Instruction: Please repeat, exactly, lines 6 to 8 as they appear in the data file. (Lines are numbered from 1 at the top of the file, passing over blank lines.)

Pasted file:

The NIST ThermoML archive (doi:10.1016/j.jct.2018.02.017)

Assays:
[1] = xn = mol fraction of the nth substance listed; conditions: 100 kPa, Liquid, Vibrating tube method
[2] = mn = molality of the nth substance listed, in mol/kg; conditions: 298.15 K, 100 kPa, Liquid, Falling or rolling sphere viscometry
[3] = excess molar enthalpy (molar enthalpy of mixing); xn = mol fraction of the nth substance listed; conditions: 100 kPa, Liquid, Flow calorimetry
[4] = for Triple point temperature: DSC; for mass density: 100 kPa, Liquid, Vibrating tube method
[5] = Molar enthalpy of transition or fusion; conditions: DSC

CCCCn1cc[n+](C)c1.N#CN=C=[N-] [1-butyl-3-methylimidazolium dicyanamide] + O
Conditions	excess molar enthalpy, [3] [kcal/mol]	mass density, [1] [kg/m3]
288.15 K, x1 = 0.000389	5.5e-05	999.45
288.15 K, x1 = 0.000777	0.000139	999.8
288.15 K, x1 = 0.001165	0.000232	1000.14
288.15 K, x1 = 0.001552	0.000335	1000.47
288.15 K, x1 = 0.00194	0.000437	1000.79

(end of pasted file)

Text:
[4] = for Triple point temperature: DSC; for mass density: 100 kPa, Liquid, Vibrating tube method
[5] = Molar enthalpy of transition or fusion; conditions: DSC

CCCCn1cc[n+](C)c1.N#CN=C=[N-] [1-butyl-3-methylimidazolium dicyanamide] + O